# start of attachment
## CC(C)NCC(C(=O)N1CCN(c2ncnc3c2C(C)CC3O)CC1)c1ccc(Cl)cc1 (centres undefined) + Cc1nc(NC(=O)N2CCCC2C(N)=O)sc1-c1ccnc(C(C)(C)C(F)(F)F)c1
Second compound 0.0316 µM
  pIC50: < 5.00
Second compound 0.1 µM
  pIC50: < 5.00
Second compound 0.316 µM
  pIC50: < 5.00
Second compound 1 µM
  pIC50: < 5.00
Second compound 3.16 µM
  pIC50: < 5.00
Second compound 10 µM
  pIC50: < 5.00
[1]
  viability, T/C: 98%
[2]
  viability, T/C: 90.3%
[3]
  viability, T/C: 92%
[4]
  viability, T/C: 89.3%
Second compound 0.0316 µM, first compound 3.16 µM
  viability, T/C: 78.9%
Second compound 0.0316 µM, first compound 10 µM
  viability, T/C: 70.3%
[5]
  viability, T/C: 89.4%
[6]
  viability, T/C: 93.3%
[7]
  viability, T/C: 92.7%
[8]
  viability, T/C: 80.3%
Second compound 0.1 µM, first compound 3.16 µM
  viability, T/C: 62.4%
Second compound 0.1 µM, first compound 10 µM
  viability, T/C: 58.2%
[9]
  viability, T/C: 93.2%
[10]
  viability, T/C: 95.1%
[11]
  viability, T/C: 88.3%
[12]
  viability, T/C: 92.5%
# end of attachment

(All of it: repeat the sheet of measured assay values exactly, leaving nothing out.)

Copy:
## CC(C)NCC(C(=O)N1CCN(c2ncnc3c2C(C)CC3O)CC1)c1ccc(Cl)cc1 (centres undefined) + Cc1nc(NC(=O)N2CCCC2C(N)=O)sc1-c1ccnc(C(C)(C)C(F)(F)F)c1
Second compound 0.0316 µM
  pIC50: < 5.00
Second compound 0.1 µM
  pIC50: < 5.00
Second compound 0.316 µM
  pIC50: < 5.00
Second compound 1 µM
  pIC50: < 5.00
Second compound 3.16 µM
  pIC50: < 5.00
Second compound 10 µM
  pIC50: < 5.00
[1]
  viability, T/C: 98%
[2]
  viability, T/C: 90.3%
[3]
  viability, T/C: 92%
[4]
  viability, T/C: 89.3%
Second compound 0.0316 µM, first compound 3.16 µM
  viability, T/C: 78.9%
Second compound 0.0316 µM, first compound 10 µM
  viability, T/C: 70.3%
[5]
  viability, T/C: 89.4%
[6]
  viability, T/C: 93.3%
[7]
  viability, T/C: 92.7%
[8]
  viability, T/C: 80.3%
Second compound 0.1 µM, first compound 3.16 µM
  viability, T/C: 62.4%
Second compound 0.1 µM, first compound 10 µM
  viability, T/C: 58.2%
[9]
  viability, T/C: 93.2%
[10]
  viability, T/C: 95.1%
[11]
  viability, T/C: 88.3%
[12]
  viability, T/C: 92.5%